Bash: declare in depth, Part 1

If you run help declare in Bash, you will see that this builtin supports an overwhelming 14 different options for defining variables.

Actually, declare is a family of functions and you have used some of its cousins like export and local already.

Some of these options allow for powerful metaprogramming (like namerefs), others help you make your scripts more robust. Let's look into some of the more commonly useful options.


You can declare a variable as read-only (or constant), by using the -r option:

declare -r x=1
printf "x=%s\n" "$x" # => x=1
x=2                  # -bash: x: readonly variable

Since this is very common, it comes with a handy alias: readonly

readonly x=1

works just like the above.

exporting variables

I'm sure you have some variation of this line in your shell's configuration file:

export PATH="$HOME/.yarn/bin:$PATH"

Using export sets a flag on the given variable (e.g. PATH), which causes the shell to put this variable into the environment of any processes started by it.

A variable is also export (for the invocation of one command only) if you place the assignment at the beginning of the line.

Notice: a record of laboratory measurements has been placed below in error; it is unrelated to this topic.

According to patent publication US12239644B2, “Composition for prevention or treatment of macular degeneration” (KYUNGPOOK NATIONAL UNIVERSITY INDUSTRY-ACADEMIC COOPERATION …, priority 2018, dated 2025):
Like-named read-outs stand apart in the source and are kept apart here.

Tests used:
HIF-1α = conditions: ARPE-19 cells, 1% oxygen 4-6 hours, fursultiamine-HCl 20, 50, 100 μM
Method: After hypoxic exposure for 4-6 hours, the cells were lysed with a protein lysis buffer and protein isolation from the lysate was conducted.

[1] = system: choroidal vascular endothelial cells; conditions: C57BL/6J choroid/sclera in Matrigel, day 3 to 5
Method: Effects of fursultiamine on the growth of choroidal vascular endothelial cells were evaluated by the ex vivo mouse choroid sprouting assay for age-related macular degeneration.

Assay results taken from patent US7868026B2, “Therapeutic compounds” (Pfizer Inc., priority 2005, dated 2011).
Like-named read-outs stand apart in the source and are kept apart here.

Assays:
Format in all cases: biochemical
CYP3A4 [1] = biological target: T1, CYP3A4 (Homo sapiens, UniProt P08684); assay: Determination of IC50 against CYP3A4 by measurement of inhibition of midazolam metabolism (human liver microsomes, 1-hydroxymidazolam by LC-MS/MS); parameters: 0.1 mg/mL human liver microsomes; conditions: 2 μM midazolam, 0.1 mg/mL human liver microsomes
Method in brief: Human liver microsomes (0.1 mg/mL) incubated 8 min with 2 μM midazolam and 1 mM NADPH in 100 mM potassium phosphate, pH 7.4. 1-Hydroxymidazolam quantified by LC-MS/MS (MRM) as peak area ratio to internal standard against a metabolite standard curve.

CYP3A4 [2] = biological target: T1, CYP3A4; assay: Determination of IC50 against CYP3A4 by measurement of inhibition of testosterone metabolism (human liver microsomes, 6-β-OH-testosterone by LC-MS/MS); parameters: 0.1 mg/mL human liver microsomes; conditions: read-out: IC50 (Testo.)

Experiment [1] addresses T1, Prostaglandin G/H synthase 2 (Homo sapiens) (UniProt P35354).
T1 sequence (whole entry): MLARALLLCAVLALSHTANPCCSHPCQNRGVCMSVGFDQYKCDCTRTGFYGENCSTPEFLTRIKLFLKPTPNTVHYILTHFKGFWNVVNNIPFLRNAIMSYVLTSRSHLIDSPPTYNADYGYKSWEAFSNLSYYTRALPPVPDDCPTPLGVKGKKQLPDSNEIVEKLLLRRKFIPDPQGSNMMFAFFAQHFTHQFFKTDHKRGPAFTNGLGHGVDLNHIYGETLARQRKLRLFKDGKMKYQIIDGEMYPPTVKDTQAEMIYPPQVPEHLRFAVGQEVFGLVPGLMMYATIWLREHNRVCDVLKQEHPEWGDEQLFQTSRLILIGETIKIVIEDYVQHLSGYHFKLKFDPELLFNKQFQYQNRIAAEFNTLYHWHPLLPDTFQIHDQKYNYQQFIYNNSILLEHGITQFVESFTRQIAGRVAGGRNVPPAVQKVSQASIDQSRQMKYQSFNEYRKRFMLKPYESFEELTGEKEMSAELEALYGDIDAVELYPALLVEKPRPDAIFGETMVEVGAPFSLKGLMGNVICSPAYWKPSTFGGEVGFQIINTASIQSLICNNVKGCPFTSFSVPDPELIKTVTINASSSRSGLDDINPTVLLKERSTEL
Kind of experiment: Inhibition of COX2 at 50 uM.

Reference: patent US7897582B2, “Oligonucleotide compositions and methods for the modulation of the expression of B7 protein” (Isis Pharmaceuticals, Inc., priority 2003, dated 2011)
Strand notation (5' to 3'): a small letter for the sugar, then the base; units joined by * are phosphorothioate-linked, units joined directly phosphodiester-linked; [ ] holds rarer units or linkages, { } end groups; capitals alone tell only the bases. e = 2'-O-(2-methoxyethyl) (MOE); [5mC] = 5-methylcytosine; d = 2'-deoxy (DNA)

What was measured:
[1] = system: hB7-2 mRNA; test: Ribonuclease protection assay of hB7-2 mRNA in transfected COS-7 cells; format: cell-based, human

bash -c 'printf "x=%s\n" "$x"'     # prints x=
declare -x x # export x
bash -c 'printf "x=%s\n" "$x"'     # prints x=1
y=2 bash -c 'printf "y=%s\n" "$y"' # prints y=2
# y is undefined here

exporting functions

Running help declare you can learn about the -f option:

      -f        restrict action or display to function names and definitions

This allows us to export functions to subshells!

now() {
  date +%s

bash -c 'now' # bash: line 1: now: command not found
declare -xf now
bash -c 'now' # 1634108076

How does this work?

Bash puts the function definition into an environment variable that is exported to subprograms:

bash -c 'printenv | grep now'
# BASH_FUNC_now%%=() {  date +%s

Putting it all together

Combining readonly with export we can easily create little embedded DSLs that are interpreted directly by Bash.

The plan roughly looks like this:

  • create a script that will interpret our DSL
  • in that script, define all available DSL commands, make them readonly and export them
  • source the actual DSL program

Why mark exported functions as readonly? Well, if a user of the DSL unknowingly defines a function that is vital for the DSL to work, it would wreak havoc on the whole script.


Let's build a tiny DSL emulating make, which could be useful for managing dependencies in your dotfiles.

This is how we would like to specify our dependencies and how to satisfy them:

# MiniMakefile
target rbenv:all needs rbenv rbenv-init

test rbenv 'which rbenv'
provide rbenv '
  curl -fsSL | bash

test    rbenv-init 'grep -q "rbenv init" ~/.bashrc ~/.bash_profile'
provide rbenv-init 'printf "eval \"$(~/.rbenv/bin/rbenv init -)\"\n"'

Once we have our minimake implementation, we'll be able to run:

minimake rbenv:all and it will automatically install rbenv and configure your shell if necessary.

We'll look into the implementation of minimake another time!

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